Artzooka! (Wooky Entertainment)
Artzooka! has solved the artist’s block problem by making more than two dozen kits that are focused enough to give you a starting point, yet open-ended enough to encourage nearly unlimited creativity. We had a chance to try out four, and we loved them all.
- Pop Stick Photo Frames comes with 40 popsicle sticks in a variety of colors and sizes, stickers, and glue. That’s pretty much it. Theoretically, you’re “supposed” to use all those ingredients to make picture frames—and you’ve got enough to make several really spectacular ones. But no one’s going to call the art police if you decide to create something else.
- Clip N’ Cap includes 16 bottle caps and can tabs, more than 35 stickers, string, and more. The pictures on the box show necklaces, but that’s just a suggestion.
- Cupcake Creations was the simplest and, in some ways, the most fun. You basically get 20 colored cupcake liners, glue and stickers and some basic directions for creating delightful animals. But it’s easy as cupcake to go far beyond.
- With nearly 300 pieces, Button Mosaics is one of Artzooka!’s biggest kits. Besides the sticky buttons, each kit includes several pre-drawn mosaic blanks. Younger kids may want to use them, but older kids and parents will want to make their own.
A few years ago Pepperidge Farms had a cookie that they advertised as looking just like homemade. Apparently they meant that the cookies—even though they were made by machines–weren’t all exactly the same (which explains why people refer to things that look identical as “cookie cutter”). Artzooka! does something similar with their bottlecaps, buttons, cupcake liners, and soda can tabs. Instead of using real ones from actual bottles and cans—a kind of artistic recycling that parents and art teachers have been doing forever—Artzooka! has made their own, in a variety of colors, often with pre-drilled holes for stringing up. Scavenging for bottle tops and buttons and decorating them yourself adds a layer of creativity. However, using the ones Artzooka! provides doesn’t detract in the slightest from how enormously fun Artzooka !kits are—and how great they are for parents and kids to do together. Ages 5 and up. http://artzooka.com/
Numbers are all around us and we use them every day. What’s the time difference between the east and west coasts? How many miles per gallon does your car get? What percentage of your income are you paying to the IRS? Which of two similar items in a grocery store is the better deal? How much do we tip a server or taxi driver? What does a 20% discount mean in actual dollars? What’s your favorite player’s batting average and your team’s win-loss percentage? Sadly, too many of us have trouble with basic calculations, partly because we decided as kids that math was either irrelevant (not true) or not fun (often true). This week we take a look at a line of games that will help you and the kids brush up on your math skills—and, perhaps more importantly, are a great fun for everyone.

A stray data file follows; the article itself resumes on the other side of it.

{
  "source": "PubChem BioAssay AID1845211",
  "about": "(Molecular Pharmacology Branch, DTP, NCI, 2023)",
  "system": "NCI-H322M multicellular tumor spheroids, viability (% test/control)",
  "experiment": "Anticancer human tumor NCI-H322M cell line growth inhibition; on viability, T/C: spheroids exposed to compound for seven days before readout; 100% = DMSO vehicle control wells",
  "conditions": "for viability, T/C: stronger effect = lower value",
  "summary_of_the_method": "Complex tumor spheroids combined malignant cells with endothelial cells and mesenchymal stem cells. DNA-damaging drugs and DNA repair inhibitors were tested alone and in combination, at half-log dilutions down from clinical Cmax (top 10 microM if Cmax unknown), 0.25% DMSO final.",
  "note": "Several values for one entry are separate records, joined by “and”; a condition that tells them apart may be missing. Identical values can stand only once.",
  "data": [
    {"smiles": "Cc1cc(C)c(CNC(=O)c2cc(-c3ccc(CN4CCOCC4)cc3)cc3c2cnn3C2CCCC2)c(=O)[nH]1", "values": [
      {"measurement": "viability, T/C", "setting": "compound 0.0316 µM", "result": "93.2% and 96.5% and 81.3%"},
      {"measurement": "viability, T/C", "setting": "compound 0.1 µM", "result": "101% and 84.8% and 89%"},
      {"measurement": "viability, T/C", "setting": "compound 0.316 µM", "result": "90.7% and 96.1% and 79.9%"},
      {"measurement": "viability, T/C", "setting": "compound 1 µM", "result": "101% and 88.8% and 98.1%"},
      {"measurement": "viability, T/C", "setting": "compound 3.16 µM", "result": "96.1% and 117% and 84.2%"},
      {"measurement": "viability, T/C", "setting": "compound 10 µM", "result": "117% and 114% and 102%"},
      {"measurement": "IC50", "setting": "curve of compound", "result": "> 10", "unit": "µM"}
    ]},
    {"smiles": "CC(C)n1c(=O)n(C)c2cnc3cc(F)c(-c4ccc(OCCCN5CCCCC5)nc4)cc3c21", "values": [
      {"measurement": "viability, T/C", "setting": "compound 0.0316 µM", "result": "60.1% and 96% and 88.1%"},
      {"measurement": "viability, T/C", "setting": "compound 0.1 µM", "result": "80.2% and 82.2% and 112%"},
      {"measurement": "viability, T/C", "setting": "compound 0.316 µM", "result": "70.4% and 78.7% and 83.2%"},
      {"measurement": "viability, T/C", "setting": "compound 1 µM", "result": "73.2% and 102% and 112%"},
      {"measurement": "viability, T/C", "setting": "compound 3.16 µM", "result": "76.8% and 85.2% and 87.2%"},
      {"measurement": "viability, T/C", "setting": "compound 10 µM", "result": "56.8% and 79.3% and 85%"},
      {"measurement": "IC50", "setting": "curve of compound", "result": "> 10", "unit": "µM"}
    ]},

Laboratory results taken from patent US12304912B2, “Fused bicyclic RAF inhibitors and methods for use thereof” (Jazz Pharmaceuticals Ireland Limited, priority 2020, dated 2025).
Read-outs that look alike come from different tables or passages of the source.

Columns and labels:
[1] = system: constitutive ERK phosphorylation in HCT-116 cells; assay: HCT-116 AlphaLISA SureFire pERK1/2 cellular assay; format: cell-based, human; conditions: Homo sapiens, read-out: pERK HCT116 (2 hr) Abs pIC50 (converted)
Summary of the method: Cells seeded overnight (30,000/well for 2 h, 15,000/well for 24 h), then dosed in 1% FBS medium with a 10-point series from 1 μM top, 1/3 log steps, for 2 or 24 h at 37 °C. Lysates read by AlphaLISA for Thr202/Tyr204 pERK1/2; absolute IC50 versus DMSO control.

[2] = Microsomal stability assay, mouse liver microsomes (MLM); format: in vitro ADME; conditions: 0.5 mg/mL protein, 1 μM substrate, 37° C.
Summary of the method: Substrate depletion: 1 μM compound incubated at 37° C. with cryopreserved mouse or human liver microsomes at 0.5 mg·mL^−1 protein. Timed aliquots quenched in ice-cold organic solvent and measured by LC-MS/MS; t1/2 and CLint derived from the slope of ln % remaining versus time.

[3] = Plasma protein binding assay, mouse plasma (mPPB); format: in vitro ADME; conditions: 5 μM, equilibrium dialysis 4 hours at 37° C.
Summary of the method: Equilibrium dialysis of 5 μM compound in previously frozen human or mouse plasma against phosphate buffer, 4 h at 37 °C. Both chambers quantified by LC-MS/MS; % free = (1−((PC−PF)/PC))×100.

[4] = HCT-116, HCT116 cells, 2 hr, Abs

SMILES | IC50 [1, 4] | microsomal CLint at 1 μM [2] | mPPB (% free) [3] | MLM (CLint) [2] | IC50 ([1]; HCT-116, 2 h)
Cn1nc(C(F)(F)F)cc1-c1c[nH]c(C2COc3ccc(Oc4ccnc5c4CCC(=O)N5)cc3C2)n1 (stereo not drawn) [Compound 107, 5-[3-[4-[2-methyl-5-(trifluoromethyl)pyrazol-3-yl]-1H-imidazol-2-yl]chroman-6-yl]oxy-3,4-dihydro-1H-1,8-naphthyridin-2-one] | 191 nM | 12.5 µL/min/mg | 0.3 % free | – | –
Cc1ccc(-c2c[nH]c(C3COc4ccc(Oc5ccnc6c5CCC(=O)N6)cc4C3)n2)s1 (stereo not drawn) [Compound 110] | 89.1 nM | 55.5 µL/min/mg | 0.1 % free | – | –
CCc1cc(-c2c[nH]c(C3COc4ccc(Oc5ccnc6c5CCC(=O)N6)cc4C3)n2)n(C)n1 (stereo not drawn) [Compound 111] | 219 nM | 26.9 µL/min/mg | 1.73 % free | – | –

Think Scrabble, but with numbers and mathematical equations instead of letters. Each player starts with seven tiles and plays as many as he or she can, combining them with the tiles that are already on the board to create number problems. Like Scrabble, there are blanks and double- and triple-value squares. A few interesting things are going on here. First, you’re using all four basic math functions: addition, subtraction, multiplication, and division. For advanced players, there’s no reason why you can’t add square roots, trigonometry, or more. Second, because the equations on the board are go up, down, and even backwards, you’ll start thinking about numbers in a very different way. Third, while calculations are essential, if you want to win, you’ll also need to employ logic and strategy. Ages 9 and up. $17.95
This variation on the classic is aimed at kids 5 and up. The tiles are larger and colorful, which makes them easier to handle and more fun for little hands to play with. The board has two sides, one designed for those just getting used to using numbers, the other for those who’re pretty good but aren’t quite ready to move up to the big-kid/grown-up version. $18.95
With a nod to the current Texas Hold ‘Em poker craze, Quattro uses a deck of 106 numbered cards instead of tiles. Players get dealt a hand and then four additional cards go face up in the middle. Players then create math equations by combining the numbers in their hand with those on the table. The one who uses the most cards wins. Again, the rules say only addition, subtraction, multiplication, and division, but it’s fine with us if you want to add more advanced skills. Ages 9 and up. $6.69
While the basic theme of creating equations is the same, this game adds a degree of difficulty by using domino-like tiles that have different numbers on each end. You score points by strategically placing your tiles on the board, building off of the ones that are already there. Ages 9 and up. $9.97
Mathable games are great for road trips. But with so many small pieces, you’re bound to lose some. The Mathable booklet solves that problem by cleverly creating versions of Domino, Quattro, and several other games that you can do on paper. All you’ll need is a pencil. And a big eraser. Ages 9 and up. $5.95